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Two Custodial Parents Living In Separate Residences Within Same School District? School District Must Provide Transportation Between Both Parents’ Homes And School

On January 7, 2014, the Commonwealth Court of Pennsylvania issued a decision in Watts v. Manheim Township School District[1] which likely will increase the transportation costs of school districts statewide.

The student in this case was subject to a 50/50 joint custody arrangement in which he lived with his mother every other week and his father on the alternating weeks. Both parents resided in ManheimTownshipSchool District but were on different existing bus routes. The school district had been providing transportation for the student to and from both residences, but beginning in the 2012-2013 school year, amended its transportation policy to eliminate transportation of students to and from multiple locations, including different residences of divorced and separated parents. This cost-cutting measure was estimated to save the school district about $200,000 in operating expenses each school year.

After the school district notified the student’s parents that the transportation services between his father’s home and school were discontinued but that the school district would continue to provide the student with full-year transportation to and from his mother’s home only, the student’s father filed a complaint for injunctive relief. The Lancaster County Court of Common Pleas granted a permanent injunction and directed the school district to resume busing services for the student to and from his father’s residence within the school district.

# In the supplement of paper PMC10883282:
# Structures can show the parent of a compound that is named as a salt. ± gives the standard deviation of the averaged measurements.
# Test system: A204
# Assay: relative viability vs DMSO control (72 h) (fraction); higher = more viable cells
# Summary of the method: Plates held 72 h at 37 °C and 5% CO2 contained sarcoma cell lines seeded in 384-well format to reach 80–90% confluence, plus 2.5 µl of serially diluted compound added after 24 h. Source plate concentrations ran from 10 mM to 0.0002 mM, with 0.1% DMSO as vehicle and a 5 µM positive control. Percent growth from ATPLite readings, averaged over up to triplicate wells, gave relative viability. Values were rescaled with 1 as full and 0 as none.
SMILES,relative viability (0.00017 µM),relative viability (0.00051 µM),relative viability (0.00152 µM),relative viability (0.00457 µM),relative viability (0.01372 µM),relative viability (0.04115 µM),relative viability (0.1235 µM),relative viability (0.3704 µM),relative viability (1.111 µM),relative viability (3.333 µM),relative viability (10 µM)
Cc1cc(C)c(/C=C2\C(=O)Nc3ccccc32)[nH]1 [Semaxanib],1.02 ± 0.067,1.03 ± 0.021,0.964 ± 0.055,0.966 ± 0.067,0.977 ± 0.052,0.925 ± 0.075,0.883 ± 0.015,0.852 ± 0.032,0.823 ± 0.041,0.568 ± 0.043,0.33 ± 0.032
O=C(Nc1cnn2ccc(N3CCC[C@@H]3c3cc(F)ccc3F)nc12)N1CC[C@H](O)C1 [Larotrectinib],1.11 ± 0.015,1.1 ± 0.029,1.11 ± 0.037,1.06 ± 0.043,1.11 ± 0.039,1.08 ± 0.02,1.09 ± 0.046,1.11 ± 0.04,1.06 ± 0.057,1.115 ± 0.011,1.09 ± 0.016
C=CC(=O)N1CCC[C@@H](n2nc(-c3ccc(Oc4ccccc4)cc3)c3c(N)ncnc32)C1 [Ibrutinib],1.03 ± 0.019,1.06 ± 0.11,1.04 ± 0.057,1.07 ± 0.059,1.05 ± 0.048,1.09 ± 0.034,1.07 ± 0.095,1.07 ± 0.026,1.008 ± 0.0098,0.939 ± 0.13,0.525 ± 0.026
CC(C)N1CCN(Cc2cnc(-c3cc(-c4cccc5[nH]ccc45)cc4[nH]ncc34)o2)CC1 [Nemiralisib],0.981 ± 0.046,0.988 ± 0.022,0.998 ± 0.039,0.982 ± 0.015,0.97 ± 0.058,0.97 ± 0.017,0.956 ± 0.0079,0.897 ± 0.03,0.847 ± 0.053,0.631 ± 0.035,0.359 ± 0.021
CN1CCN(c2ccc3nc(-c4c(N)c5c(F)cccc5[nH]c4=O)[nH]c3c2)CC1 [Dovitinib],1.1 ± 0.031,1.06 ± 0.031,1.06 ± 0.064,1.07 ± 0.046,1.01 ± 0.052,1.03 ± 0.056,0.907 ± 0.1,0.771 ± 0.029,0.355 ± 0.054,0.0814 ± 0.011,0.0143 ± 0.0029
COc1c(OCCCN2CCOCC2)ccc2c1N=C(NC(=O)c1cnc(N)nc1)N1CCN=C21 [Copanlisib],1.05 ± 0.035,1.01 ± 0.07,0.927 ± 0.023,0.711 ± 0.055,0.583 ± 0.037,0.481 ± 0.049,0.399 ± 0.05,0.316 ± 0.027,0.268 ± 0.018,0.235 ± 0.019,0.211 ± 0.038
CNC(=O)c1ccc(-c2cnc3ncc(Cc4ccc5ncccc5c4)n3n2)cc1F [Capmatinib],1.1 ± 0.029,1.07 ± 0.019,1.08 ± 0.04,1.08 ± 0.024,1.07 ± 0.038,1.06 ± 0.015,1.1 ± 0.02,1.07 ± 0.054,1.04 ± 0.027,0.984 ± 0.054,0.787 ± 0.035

The school district appealed. On appeal, the Commonwealth Court considered whether a student whose time was evenly divided between parents with two different residences within the same school district, was entitled to transportation services between both of the parents’ homes and the student’s school.

The school district argued that the manner in which a school district chooses to provide transportation to a resident pupil falls within the school district’s discretionary powers. The school district argued that the Pennsylvania School Code merely required the district to provide transportation to its resident pupils, which it was doing, but that Pennsylvania law did not require resident pupils to be transported to and from multiple locations within one school district.

The Commonwealth Court disagreed with the school district. In affirming the decision of the Court of Common Pleas, it held that Section 1361 of the Pennsylvania School Code, when read in conjunction with Sections 1362 and 1366, as well as a series of peripherally-related cases, require school districts to provide transportation services to and from a child’s residence. The Court held that it therefore follows that if a child has two legal residences within a single school district, the school district must provide transportation services accommodating both residences. Otherwise, the court concluded, the school district would be depriving the child of free transportation during alternate periods of custody.

Although the Watts decision could have a significant and potentially costly impact to school districts, particularly for those that do not currently transport students to multiple locations, the scope and breadth of the ruling is unclear. In Watts, the parents had a 50/50 joint custody arrangement. Additionally, a bus from the student’s school was already serving both homes and had available seats, and could accommodate the student without any further cost or adding an extra stop. The Watts Court, however, did not restrict its holding to the facts in question or discuss how the holding might be applied to other situations, such as where there is no custody agreement, the parents do not adhere to the custody agreement, or where there is not a clear 50/50 split among custodial parents.

For now, it seems that this ruling is limited to only those students who have two separate residences within the boundaries of the district and, arguably, only in cases of a 50/50 split, although the court’s broad analysis leaves the issue open for debate. This ruling does not require schools to transport students to and from different locations other than residences (i.e., for childcare purposes) or to residences outside the district boundaries.

Contact Scott H. Wolpert with any questions about school and special education law.



[1] Watts v. Manheim Township School District, 935 C.D. 2013 (Pa. Cmwlth. 2014).

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